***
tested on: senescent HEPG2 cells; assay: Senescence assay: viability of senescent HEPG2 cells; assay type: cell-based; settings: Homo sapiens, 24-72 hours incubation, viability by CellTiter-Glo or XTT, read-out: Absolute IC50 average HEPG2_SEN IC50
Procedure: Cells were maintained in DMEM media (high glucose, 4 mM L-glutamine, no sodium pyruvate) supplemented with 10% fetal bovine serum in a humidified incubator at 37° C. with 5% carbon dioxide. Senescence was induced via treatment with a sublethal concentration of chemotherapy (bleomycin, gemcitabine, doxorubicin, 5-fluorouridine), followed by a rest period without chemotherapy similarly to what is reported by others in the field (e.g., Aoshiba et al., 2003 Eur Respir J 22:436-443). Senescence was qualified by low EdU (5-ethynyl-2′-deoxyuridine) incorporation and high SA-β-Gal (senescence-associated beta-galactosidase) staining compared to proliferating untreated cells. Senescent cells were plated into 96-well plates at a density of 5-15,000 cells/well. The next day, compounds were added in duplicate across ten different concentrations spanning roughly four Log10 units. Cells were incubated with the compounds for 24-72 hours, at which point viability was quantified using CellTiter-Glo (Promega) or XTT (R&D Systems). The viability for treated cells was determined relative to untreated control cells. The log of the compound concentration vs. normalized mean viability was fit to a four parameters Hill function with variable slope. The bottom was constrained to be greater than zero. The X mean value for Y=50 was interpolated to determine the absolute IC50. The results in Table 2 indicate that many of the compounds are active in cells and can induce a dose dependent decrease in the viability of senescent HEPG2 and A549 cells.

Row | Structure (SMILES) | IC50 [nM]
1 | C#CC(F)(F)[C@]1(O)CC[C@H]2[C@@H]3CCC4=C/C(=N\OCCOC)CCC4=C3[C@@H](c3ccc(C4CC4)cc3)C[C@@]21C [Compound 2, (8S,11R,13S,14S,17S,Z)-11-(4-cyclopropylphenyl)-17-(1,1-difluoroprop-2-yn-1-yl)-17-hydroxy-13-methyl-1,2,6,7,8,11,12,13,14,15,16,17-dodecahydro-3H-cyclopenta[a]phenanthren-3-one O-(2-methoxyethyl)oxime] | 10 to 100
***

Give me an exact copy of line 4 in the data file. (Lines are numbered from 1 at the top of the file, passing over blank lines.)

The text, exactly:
1 | C#CC(F)(F)[C@]1(O)CC[C@H]2[C@@H]3CCC4=C/C(=N\OCCOC)CCC4=C3[C@@H](c3ccc(C4CC4)cc3)C[C@@]21C [Compound 2, (8S,11R,13S,14S,17S,Z)-11-(4-cyclopropylphenyl)-17-(1,1-difluoroprop-2-yn-1-yl)-17-hydroxy-13-methyl-1,2,6,7,8,11,12,13,14,15,16,17-dodecahydro-3H-cyclopenta[a]phenanthren-3-one O-(2-methoxyethyl)oxime] | 10 to 100